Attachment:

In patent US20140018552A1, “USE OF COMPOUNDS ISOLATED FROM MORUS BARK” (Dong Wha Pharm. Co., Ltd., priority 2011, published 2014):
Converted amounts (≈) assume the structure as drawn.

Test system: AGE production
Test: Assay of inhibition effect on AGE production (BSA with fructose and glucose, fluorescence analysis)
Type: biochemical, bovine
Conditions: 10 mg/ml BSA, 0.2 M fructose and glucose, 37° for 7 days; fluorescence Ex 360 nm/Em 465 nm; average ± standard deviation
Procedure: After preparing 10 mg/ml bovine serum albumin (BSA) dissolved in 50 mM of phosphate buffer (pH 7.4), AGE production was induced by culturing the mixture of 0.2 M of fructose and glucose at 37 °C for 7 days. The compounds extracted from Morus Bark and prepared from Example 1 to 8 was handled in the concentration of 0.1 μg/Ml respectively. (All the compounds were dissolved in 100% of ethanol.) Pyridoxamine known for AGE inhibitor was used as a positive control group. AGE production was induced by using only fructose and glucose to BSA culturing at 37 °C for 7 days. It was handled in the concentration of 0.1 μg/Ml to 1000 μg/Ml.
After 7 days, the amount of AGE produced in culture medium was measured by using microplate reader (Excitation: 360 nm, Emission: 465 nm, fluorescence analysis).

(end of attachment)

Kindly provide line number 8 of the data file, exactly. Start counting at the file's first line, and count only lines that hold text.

After 7 days, the amount of AGE produced in culture medium was measured by using microplate reader (Excitation: 360 nm, Emission: 465 nm, fluorescence analysis).